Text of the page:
Fishrot suspect fears children may drop out of Windhoek Gymnasium Private School

Eba Kandovazu

THE suspect at the centre of the allegations that Fishrot suspects benefited with millions from fishing quotas allocated to an Angolan company the State alleges he is a shareholder of, says his continued incarceration could see his children dropping out of the Windhoek Gymnasium Private School.

Ricardo Gustavo (44), during his bail application today indicates that he is a father of five children, who currently depend on family members and his friends who ‘believe in his innocence’. He also testifies that his elderly parents also depended on him before his arrest. Gustavo is accused by the State of owning Namgomar Pesca Namibia, a subsidiary of Namgomar Pesca Limitada, which is owned by disgraced former Angolan Fisheries Minister, Victoria de Barros and her her son.

Gustavo today denies that he had shares in the company, saying he was instead employed as Director. A former Senior Manager at Investec Asset Management, Gustavo, also informs the court that his health deteriorated whilst in custody, adding that he at some point was “recklessly exposed” to the Corona virus. According to him, his medical aid situation as a result of his arrest also changed.

Namgomar Pesca Namibia is accused of receiving N$38 million from Samherji, the biggest Icelandic fishing company at the centre of the Fishrot scandal. The State is charging that N$31 million of the initial payment was shared amongst the suspects.

N$11 million is said to have been paid into Gustavo’s account. He reportedly received N$3 million for construction of his three bedroom house at the Finkentein estate, outside of Windhoek.

N$12.1 million is said to have been transferred to Otwafika Investment.

It is reported that the catching agreement was signed in 2014, following a trip by the suspects to Angola. Initially, the State charged the suspects separately in two different cases, namely the Namgomar case and the Fishcor case. The State has since joined the two matters, citing the same state witnesses will be called for the same matters.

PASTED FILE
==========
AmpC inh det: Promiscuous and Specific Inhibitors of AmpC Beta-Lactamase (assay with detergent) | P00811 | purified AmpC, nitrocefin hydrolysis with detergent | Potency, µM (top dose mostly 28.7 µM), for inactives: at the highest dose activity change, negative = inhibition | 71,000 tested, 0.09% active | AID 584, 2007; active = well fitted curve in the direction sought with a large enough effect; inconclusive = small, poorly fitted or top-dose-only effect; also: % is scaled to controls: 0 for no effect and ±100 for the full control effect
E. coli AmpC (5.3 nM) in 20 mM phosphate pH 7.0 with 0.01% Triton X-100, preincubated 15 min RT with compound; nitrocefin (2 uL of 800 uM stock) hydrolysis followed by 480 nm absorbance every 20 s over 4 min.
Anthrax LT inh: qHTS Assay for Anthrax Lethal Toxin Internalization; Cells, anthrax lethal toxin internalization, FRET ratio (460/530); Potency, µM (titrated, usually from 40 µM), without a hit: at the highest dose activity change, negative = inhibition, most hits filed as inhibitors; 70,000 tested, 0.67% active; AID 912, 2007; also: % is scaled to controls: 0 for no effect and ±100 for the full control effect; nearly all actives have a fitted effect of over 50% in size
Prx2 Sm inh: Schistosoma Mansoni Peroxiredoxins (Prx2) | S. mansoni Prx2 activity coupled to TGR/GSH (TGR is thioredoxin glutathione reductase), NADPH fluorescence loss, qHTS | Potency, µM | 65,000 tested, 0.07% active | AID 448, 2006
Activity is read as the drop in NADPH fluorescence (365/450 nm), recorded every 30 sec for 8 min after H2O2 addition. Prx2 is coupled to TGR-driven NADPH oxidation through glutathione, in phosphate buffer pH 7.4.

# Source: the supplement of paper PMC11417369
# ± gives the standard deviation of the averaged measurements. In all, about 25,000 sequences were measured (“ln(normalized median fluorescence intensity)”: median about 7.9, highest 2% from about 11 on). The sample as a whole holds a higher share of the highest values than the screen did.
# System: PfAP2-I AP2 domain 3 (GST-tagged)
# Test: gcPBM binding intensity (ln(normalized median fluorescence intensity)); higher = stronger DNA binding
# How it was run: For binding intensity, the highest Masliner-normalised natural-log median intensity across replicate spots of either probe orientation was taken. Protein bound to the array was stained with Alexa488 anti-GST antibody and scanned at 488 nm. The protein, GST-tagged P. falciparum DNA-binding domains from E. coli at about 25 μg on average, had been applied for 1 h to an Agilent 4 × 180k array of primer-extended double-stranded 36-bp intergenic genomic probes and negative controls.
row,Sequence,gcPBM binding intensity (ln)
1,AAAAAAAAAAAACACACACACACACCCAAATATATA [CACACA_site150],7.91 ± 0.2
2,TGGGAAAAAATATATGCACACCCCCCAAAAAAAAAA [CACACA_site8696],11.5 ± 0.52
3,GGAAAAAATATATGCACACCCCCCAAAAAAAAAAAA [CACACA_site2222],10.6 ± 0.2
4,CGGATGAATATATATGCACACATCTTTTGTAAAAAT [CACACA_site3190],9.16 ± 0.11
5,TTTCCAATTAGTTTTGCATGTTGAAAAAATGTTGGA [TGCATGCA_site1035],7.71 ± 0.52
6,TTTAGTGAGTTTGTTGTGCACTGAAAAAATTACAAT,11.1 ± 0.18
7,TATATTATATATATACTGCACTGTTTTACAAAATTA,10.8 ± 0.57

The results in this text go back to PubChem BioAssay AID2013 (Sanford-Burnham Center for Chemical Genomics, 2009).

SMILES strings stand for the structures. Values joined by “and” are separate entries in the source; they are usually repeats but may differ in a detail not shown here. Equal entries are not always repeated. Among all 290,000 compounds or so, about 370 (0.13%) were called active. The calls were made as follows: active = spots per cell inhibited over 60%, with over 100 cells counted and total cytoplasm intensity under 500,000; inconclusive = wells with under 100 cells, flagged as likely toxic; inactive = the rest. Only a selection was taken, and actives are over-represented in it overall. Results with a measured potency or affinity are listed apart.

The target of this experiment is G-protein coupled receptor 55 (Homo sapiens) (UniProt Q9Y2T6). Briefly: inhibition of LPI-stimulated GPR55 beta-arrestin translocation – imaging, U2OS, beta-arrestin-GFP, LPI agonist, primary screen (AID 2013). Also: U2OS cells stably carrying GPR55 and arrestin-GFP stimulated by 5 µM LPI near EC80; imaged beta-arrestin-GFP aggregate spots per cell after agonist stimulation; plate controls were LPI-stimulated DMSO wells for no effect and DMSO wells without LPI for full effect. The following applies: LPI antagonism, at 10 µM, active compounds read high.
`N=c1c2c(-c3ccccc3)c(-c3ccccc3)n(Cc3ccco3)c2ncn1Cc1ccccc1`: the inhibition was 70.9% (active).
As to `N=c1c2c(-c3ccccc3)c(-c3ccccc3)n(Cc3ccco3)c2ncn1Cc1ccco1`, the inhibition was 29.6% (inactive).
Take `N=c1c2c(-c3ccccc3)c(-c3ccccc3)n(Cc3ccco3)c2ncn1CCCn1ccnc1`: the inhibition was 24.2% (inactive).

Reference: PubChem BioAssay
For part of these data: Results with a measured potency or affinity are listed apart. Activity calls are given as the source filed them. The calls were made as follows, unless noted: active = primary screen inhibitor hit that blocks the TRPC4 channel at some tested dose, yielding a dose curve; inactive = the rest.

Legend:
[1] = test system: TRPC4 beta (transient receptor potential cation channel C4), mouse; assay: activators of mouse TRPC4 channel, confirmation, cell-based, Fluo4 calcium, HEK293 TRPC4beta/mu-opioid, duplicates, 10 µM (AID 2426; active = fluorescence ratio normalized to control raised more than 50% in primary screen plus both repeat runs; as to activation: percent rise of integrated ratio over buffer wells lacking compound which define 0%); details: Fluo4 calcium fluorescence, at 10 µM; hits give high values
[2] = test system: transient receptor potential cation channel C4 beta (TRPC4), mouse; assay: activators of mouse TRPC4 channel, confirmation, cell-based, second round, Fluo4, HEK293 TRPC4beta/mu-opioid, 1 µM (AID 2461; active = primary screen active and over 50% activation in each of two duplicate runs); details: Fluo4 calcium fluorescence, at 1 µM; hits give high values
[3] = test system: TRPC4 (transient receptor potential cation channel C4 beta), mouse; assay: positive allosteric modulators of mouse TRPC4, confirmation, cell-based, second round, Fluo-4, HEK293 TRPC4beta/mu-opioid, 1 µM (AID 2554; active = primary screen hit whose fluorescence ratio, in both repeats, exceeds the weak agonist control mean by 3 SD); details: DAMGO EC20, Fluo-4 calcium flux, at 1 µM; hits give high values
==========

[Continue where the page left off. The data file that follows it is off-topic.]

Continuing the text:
Other suspects in the matter are former Fisheries and Marine Resources Minister, Bernard Esau, former Justice Minister Sacky Shanghala, James Hatuikulipi, Tamson Hatuikulipi, Pius Mwatelula, Mike Nghipunya, Otneel Shuudifonya, Phillipus Mwapopi and Nigel van Wyk. A number of companies belonging to the suspects have also been cited on the list of suspects.

It is reported that the suspects in the matter devised a plan to allow Samherji to apply for fishing licenses and subsequently enable Samherji to catch 50 000 tonnes of horse mackerel from fishing quotas allocated to Namgomar. Gustavo argues that the Anti-Corruption Commission (ACC) investigators never afforded him an opportunity to explain his side of the story upon summoning him.

“Others were given a chance to provide their side of the story. Some of these people are now even State witnesses. I’ll give you an example of some of my co-accused too. They were given that chance. I believe there is a lot of malice on my side. I was not afforded that courtesy,” he argues.

The bail hearing continues tomorrow before Judge Herman Oosthuizen. Advocate Cliff Lutibezi represents the State while Trevor Brockerhoff represents Gustavo.

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